Two major mechanisms drive evolution. The first is natural selection, a process causing heritable traits that are helpful for survival and reproduction to become more common in a population, and harmful traits to become more rare. This occurs because individuals with advantageous traits are more likely to reproduce, so that more individuals in the next generation inherit these traits. Over many generations, adaptations occur through a combination of successive, small, random changes in traits, and natural selection of those variants best-suited for their environment. The second major mechanism is genetic drift, an independent process that produces random changes in the frequency of traits in a population. Genetic drift results from the role probability plays in whether a given trait will be passed on as individuals survive and reproduce. Though the changes produced in any one generation by drift and selection are small, differences accumulate with each subsequent generation and can, over time, cause substantial changes in the organisms.
This process can culminate in the emergence of new species. Indeed, the similarities between organisms suggest that all known species are descended from a common ancestor (or ancestral gene pool) through this process of gradual divergence. Evolution in organisms occurs
However, people have different responses to sunlight, arising from differences in their genotype; a striking example is individuals with the inherited trait of albinism, who do not tan and are highly sensitive to sunburn. Heritable traits are propagated between generations via DNA, a molecule which is capable of encoding genetic information. DNA is a polymer composed of four types of bases. The sequence of bases along a particular DNA molecule specify the genetic information, in a manner akin to a sequence of letters specifying a text or a sequence of bits specifying a computer program. Portions of a DNA molecule that specify a single functional unit are called genes; different genes have different sequences of bases. Within cells), the long strands of DNA associate with proteins to form condensed structures called chromosomes. A specific location within a chromosome is known as a locus). If the DNA sequence at a locus varies between individuals, the different forms of this sequence are called alleles.
DNA sequences can change through mutations, producing new alleles. If a mutation occurs within a gene, the new allele may affect the trait that the gene controls, altering the phenotype of the organism. However, while this simple correspondence between an allele and a trait works in some cases, most traits are more complex and are controlled by multiple interacting genes. An individual organism’s phenotype results from both its genotype and the influence from the environment it has lived in. A substantial part of the variation in phenotypes in a population is caused by the differences between their genotypes. The modern evolutionary synthesis defines evolution as the change over time in this genetic variation. The frequency of one particular allele will fluctuate, becoming more or less prevalent relative to other forms of that gene. Evolutionary forces act by driving these changes in allele frequency in one direction or another. Variation disappears when an allele reaches the point of fixation) when it either disappears from the population or replaces the ancestral allele entirely.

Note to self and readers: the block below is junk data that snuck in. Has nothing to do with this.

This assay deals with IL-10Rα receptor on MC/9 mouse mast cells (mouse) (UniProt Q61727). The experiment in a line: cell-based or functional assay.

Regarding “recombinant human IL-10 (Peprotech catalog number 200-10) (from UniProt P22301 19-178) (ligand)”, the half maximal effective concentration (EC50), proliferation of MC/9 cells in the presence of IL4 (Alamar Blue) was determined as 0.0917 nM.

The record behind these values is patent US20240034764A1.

Variation comes from mutations in genetic material, migration between populations (gene flow), and the reshuffling of genes through sexual reproduction. Variation also comes from exchanges of genes between different species; for example, through horizontal gene transfer in bacteria, and hybridization) in plants. Despite the constant introduction of variation through these processes, most of the genome of a species is identical in all individuals of that species. However, even relatively small changes in genotype can lead to dramatic changes in phenotype: chimpanzees and humans differ in only about 5% of their genomes. Genetic variation comes from random mutations that occur in the genomes of organisms. Mutations are changes in the DNA sequence of a cell’s genome and are caused by radiation, viruses, transposons and mutagenic chemicals, as well as errors that occur during meiosis or DNA replication. These mutagens produce several different types of change in DNA sequences; these can either have no effect, alter the product of a gene, or prevent the gene from functioning.
Studies in the fly _Drosophila _melanogaster suggest that if a mutation changes a protein produced by a gene, this will probably be harmful, with about 70 percent of these mutations having damaging effects, and the remainder being either neutral or weakly beneficial. Due to the damaging effects that mutations can have on cells, organisms have evolved mechanisms such as DNA repair to remove mutations. Therefore, the optimal mutation rate for a species is a trade-off between costs of a high mutation rate, such as deleterious mutations, and the metabolic costs of maintaining systems to reduce the mutation rate, such as DNA repair enzymes.[Some species such as retroviruses have such high mutation rates that most of their offspring will possess a mutated gene.
Such rapid mutation may have been selected so that these viruses can constantly and rapidly evolve, and thus evade the responses of the human immune system. Mutations can involve large sections of DNA becoming duplicated, which is a major source of raw material for evolving new genes, with tens to hundreds of genes duplicated in animal genomes every million years. Most genes belong to larger families of genes of shared ancestry).
Novel genes are produced by several methods, commonly through the duplication and mutation of an ancestral gene, or by recombining parts of different genes to form new combinations with new functions. For example, the human eye uses four genes to make structures that sense light: three for color vision and one for night vision; all four arose from a single ancestral gene. An advantage of duplicating a gene (or even an entire genome) is that overlapping or redundant functions) in multiple genes allows alleles to be retained that would otherwise be harmful, thus increasing genetic diversity. Sequences of DNA that can move about the genome, such as transposons, make up a major fraction of the genetic material of plants and animals, and may have been important in the evolution of genomes. For example, more than a million copies of the Alu sequence are present in the human genome, and these sequences have now been recruited to perform functions such as regulating gene expression.